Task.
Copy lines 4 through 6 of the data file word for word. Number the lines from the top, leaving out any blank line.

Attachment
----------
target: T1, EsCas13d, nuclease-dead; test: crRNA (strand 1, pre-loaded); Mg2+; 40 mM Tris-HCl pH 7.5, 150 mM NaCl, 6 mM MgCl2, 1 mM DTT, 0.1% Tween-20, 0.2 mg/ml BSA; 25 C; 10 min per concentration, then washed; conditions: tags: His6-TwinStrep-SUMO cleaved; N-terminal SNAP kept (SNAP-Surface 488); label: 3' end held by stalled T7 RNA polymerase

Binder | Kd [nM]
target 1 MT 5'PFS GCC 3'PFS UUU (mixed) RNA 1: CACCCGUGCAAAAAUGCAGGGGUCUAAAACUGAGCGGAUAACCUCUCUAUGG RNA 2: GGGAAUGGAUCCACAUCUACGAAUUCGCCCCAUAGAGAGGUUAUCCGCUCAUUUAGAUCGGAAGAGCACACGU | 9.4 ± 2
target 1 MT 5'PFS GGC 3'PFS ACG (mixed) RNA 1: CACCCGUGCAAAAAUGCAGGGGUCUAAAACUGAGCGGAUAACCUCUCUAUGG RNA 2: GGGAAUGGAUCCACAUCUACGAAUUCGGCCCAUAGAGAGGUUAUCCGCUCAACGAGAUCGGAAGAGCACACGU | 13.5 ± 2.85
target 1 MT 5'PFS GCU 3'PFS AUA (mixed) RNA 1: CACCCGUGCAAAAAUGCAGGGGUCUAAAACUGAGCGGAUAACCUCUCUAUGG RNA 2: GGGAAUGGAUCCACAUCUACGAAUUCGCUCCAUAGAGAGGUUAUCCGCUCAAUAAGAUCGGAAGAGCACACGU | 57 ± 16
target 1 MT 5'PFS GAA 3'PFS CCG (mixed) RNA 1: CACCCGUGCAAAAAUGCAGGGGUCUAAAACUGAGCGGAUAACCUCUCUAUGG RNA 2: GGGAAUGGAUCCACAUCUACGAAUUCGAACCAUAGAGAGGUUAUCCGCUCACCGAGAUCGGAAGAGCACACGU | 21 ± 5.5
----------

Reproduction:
target 1 MT 5'PFS GGC 3'PFS ACG (mixed) RNA 1: CACCCGUGCAAAAAUGCAGGGGUCUAAAACUGAGCGGAUAACCUCUCUAUGG RNA 2: GGGAAUGGAUCCACAUCUACGAAUUCGGCCCAUAGAGAGGUUAUCCGCUCAACGAGAUCGGAAGAGCACACGU | 13.5 ± 2.85
target 1 MT 5'PFS GCU 3'PFS AUA (mixed) RNA 1: CACCCGUGCAAAAAUGCAGGGGUCUAAAACUGAGCGGAUAACCUCUCUAUGG RNA 2: GGGAAUGGAUCCACAUCUACGAAUUCGCUCCAUAGAGAGGUUAUCCGCUCAAUAAGAUCGGAAGAGCACACGU | 57 ± 16
target 1 MT 5'PFS GAA 3'PFS CCG (mixed) RNA 1: CACCCGUGCAAAAAUGCAGGGGUCUAAAACUGAGCGGAUAACCUCUCUAUGG RNA 2: GGGAAUGGAUCCACAUCUACGAAUUCGAACCAUAGAGAGGUUAUCCGCUCACCGAGAUCGGAAGAGCACACGU | 21 ± 5.5